Other Free Encyclopedias » Animal Life Resource » Insects and Spiders » Termites: Isoptera - Physical Characteristics, Diet, Behavior And Reproduction, Termites And People, Conservation Status, Eastern Subterranean Termite (reticulitermes Flavipes): Species Accounts - GEOGRAPHIC RANGE, HABITAT

Termites: Isoptera - Physical Characteristics

cockroaches wings workers soldiers

Termites are the most primitive group of living winged insects that lay their eggs on land. Some scientific studies suggest that termites are most closely related to cockroaches. The most primitive cockroaches, wingless wood cockroaches from North America, closely resemble termites in their appearance and behavior. Similarly, the most primitive termites, Mastotermes darwiniensis from Queensland, Australia, look and act like cockroaches. The similarities between termites and cockroaches suggest that termites could be called "social cockroaches" and cockroaches could be called "solitary termites." However, there are major differences in overall body plan and wing structure. Still, it is very likely that termites and cockroaches had a common ancestor but then branched off into their own distinct groups a very long time ago.

Termites have a caste system, meaning that each member of a group has a different function within the group. Each "caste" is told apart from another by its size, form, and the ability or lack of ability to reproduce. The castes usually consist of workers, soldiers, and kings and queens. Only the kings and queens reproduce. Termite workers and soldiers are unable to reproduce. Termites are usually pale and soft-bodied. Their thorax, or midsection, is broadly attached to the abdomen, giving them a thick waist. They have short antennae (an-TEH-nee) with beadlike segments. The workers and soldiers might be either male or female. Worker termites have powerful jaws for chewing wood or other plant materials. Depending on the species, soldiers may have big heads with sharp, scissorlike jaws or smaller, pointed heads. They tend to be larger and darker and have heavier bodies than the workers.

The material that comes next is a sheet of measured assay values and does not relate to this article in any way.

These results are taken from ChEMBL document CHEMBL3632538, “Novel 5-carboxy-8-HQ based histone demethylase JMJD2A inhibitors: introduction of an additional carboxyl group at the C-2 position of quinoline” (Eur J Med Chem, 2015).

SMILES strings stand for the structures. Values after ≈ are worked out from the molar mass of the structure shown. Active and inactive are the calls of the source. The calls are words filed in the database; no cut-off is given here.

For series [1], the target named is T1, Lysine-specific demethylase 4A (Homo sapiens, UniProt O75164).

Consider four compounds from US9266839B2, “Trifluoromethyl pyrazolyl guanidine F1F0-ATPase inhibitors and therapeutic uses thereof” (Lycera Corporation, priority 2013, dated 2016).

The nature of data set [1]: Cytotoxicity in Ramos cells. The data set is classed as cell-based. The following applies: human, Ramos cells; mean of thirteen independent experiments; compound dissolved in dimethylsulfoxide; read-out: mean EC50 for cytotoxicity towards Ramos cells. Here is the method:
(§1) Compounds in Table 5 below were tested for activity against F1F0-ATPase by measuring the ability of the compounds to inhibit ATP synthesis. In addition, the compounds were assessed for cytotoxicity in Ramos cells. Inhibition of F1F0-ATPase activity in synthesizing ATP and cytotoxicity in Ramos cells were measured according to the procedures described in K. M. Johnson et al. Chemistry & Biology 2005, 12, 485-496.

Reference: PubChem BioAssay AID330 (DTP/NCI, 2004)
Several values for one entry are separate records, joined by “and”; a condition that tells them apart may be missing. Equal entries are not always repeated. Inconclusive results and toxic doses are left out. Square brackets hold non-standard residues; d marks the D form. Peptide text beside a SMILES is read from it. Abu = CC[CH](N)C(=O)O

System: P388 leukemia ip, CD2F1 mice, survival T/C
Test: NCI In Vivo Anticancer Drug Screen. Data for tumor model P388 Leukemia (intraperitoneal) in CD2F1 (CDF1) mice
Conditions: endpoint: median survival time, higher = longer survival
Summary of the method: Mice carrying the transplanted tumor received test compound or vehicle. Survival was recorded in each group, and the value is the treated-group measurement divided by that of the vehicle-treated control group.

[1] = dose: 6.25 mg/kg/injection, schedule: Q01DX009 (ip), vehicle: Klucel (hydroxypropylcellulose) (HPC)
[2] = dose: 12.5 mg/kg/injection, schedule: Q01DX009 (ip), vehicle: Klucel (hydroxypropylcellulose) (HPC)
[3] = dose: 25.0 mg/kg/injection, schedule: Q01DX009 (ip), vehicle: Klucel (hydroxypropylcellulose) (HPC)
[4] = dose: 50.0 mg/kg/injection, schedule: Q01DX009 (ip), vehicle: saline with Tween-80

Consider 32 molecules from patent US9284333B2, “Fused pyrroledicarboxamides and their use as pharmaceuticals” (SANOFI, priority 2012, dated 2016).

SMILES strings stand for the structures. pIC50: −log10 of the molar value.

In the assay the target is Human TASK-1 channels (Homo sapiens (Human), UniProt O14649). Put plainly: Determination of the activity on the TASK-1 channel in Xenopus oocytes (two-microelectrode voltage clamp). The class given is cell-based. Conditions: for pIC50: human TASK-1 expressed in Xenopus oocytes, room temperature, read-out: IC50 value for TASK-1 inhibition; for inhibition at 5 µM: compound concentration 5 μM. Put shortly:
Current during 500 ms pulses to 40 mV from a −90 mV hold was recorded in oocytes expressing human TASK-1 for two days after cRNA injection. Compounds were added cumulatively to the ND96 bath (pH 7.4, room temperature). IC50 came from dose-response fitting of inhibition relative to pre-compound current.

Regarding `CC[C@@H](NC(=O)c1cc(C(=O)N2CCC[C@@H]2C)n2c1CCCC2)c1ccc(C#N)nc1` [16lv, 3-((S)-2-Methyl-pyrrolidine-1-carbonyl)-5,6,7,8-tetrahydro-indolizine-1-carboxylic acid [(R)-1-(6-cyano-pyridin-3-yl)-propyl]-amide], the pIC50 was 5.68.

Only the insects that reproduce have wings, mate, and lay eggs. The forewings and hind wings of these termites are the same size. Termites hold their wings flat over the body when resting. The wings of king and queen termites break off just before the point where they are attached to the thorax. Queens among the mound-building termites often have bloated, sausage-shaped abdomens and are basically egg-laying machines. They range in length from 2 to 4 inches (5.1 to 10.2 centimeters). Larvae (LAR-vee), or young termites, look like the adults.

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